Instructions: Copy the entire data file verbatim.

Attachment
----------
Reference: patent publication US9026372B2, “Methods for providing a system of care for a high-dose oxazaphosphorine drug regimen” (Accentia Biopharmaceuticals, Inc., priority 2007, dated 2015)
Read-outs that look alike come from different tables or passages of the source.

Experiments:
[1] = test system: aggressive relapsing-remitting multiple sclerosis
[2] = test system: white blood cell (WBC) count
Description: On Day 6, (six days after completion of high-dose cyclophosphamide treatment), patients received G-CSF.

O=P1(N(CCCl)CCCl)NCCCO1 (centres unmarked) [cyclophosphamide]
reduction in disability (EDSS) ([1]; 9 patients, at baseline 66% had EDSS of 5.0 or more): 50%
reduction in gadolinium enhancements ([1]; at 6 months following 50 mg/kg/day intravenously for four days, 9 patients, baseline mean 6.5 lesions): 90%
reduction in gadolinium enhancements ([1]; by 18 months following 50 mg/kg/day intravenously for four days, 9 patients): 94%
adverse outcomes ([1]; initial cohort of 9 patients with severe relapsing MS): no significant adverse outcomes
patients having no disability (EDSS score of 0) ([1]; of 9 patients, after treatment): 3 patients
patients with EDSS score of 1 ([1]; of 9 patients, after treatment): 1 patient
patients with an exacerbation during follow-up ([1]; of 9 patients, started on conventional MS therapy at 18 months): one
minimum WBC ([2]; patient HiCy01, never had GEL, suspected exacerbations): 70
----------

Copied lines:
Reference: patent publication US9026372B2, “Methods for providing a system of care for a high-dose oxazaphosphorine drug regimen” (Accentia Biopharmaceuticals, Inc., priority 2007, dated 2015)
Read-outs that look alike come from different tables or passages of the source.

Experiments:
[1] = test system: aggressive relapsing-remitting multiple sclerosis
[2] = test system: white blood cell (WBC) count
Description: On Day 6, (six days after completion of high-dose cyclophosphamide treatment), patients received G-CSF.

O=P1(N(CCCl)CCCl)NCCCO1 (centres unmarked) [cyclophosphamide]
reduction in disability (EDSS) ([1]; 9 patients, at baseline 66% had EDSS of 5.0 or more): 50%
reduction in gadolinium enhancements ([1]; at 6 months following 50 mg/kg/day intravenously for four days, 9 patients, baseline mean 6.5 lesions): 90%
reduction in gadolinium enhancements ([1]; by 18 months following 50 mg/kg/day intravenously for four days, 9 patients): 94%
adverse outcomes ([1]; initial cohort of 9 patients with severe relapsing MS): no significant adverse outcomes
patients having no disability (EDSS score of 0) ([1]; of 9 patients, after treatment): 3 patients
patients with EDSS score of 1 ([1]; of 9 patients, after treatment): 1 patient
patients with an exacerbation during follow-up ([1]; of 9 patients, started on conventional MS therapy at 18 months): one
minimum WBC ([2]; patient HiCy01, never had GEL, suspected exacerbations): 70